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Government control in the Year Zero

Posted By Joseph Farah On 07/23/1998 @ 1:00 am In Commentary | Comments Disabled

The man regarded as the most knowledgeable person in the U.S. Senate
on the impact of the Y2K millennium bug says people should begin
stockpiling food, water, prepare for major crises in the health-care and
banking systems as well as civil unrest triggered by the government’s
failure to send out welfare checks.

“Pay attention to the things that are vulnerable in your life and
make contingency plans,” says Sen. Robert Bennett, R-UT and chairman of
the Special Committee on the Year 2000 Technology Problem. But don’t
panic, he adds. “Civilization as we know it will not end.”

Nevertheless, Bennett is seeking assurances from the Pentagon that
the U.S. military will be ready to respond if martial law is declared on
or about Jan. 1, 2000, as millions of 20th century computer chips
misfire because they do not recognize the dawning of a new millennium.

Uh, pardon me, but I have a question or two. Why isn’t this warning
on the front page of every newspaper in America? Why isn’t it leading
the network news? Why aren’t the nation’s most prominent civil
libertarians acting to head off the imminent government power grab that
will inevitably follow what Speaker of the House Newt Gingrich has
described “the biggest train wreck in history”?

It seems to me the government is planning to make the most of the
chaos. After 30 years of fostering greater and greater dependency on
government for everything from medical services to food stamps,
officials are admitting they are going to be helpless to maintain at
least some mission critical services.

It’s going to be a clamorous wake-up call to a generation of fools
who really thought the government was their Mommy and their Daddy –
that it would always be there to take care of them. That might not be a
bad thing for the rest of us, except for the fact so many people will
not know what to do. Having been provided for like spoiled children for
so long, they are going to act like spoiled children denied for the
first time.

What do you suppose will happen? Just imagine what every major city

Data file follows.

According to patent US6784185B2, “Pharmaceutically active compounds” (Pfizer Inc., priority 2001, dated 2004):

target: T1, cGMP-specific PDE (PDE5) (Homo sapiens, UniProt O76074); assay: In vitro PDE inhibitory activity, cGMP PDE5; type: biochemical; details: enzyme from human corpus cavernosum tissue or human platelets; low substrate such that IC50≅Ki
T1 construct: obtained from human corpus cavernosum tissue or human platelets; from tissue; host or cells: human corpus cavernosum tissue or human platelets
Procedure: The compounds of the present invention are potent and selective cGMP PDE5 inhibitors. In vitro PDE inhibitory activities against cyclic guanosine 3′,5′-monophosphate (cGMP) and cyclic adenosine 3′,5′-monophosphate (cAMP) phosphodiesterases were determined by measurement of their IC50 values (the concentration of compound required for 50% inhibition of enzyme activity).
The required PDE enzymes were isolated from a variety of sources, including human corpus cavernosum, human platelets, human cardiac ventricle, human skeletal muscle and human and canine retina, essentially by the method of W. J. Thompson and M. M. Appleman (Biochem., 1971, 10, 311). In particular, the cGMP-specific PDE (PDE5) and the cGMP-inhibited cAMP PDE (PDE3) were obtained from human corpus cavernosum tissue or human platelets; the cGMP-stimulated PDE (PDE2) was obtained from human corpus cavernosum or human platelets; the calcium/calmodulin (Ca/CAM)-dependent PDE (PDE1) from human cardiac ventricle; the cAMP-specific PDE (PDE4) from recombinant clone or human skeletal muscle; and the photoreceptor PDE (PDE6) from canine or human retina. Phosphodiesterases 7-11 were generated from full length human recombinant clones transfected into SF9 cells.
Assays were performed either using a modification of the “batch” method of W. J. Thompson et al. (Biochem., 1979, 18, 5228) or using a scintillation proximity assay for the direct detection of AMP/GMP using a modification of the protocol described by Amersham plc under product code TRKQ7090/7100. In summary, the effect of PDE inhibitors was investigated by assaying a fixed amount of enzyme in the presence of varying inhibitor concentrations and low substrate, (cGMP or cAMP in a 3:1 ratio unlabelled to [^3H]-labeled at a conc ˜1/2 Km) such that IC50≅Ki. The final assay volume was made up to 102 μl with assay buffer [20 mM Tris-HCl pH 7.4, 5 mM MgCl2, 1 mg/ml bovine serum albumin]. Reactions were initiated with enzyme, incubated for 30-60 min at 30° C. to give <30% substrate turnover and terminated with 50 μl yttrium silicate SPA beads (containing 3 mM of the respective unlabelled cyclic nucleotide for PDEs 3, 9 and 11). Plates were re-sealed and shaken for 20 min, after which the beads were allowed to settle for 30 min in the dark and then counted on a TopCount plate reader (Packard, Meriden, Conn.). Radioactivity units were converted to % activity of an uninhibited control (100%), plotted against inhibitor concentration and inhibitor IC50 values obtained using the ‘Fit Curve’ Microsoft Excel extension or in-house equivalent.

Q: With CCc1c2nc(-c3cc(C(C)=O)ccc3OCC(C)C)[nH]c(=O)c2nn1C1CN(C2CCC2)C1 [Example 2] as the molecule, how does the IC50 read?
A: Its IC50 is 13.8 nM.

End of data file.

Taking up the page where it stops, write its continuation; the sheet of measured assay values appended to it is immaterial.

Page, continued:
in America will be like the first time welfare checks don’t arrive.
Imagine inner city hospitals turning away people by the hundreds, banks
locking their doors, ATM machines inoperative, automobiles not starting,
no heat on cold wintry nights, barren supermarket shelves and potable
water scarce.

Add to that recipe sporadic power failures, telephone service
disruptions and shutdowns of major airline flights.

Remember Los Angeles after the Rodney King police beating trial?
Kids’ stuff. Picture scenes like that repeated in dozens of urban areas
throughout the country. Who ya gonna call? Don’t bother dialing 911 when
the angry mobs head for your door. It won’t be working. The police will
be plenty busy with other emergency calls, anyway.

I’m not even portraying a worst-case scenario. I’m accepting
Bennett’s optimistic projection that civilization as we know it is not
going to end. But listen to the way Bennett completed that thought: “But
if it were this weekend, it would.”

In other words, Bennett, like President Clinton is expecting a
miracle between now and Dec. 31, 1999. Clinton has set an unrealistic
goal of making government Y2K-compliant by March of next year — eight
months from now. It’s not going to happen. It won’t happen in 17 months,
either.

So where does that leave us? Oh, don’t worry. The government has a
Plan B. There’s a hint of it revealed in what officials have permitted
the people to know about Presidential Decision Directive 63. The actual
directive is classified. But a white paper released for public
consumption is reassuring. The military, the intelligence agencies, the
Federal Emergency Management Agency and state and local police are all
working together to ensure that during this period of planned chaos the
government will survive.

In fact, I strongly suspect many government officials — Republicans
and Democrats alike — see the potential cataclysm as something of an
opportunity. It might be a chance to smoke out all those pesky gun
owners, confiscate lots of property, hijack the means of production and
finally create government dependency among by those stubborn advocates
of self-reliance and individual freedom who will now be at the mercy of
the programmed mob.

Am I being paranoid? Maybe, but I prefer to think of myself as
characterized by a healthy streak of objective cynicism. This is one of
those ailments, whose treatment could be worse than the disease.


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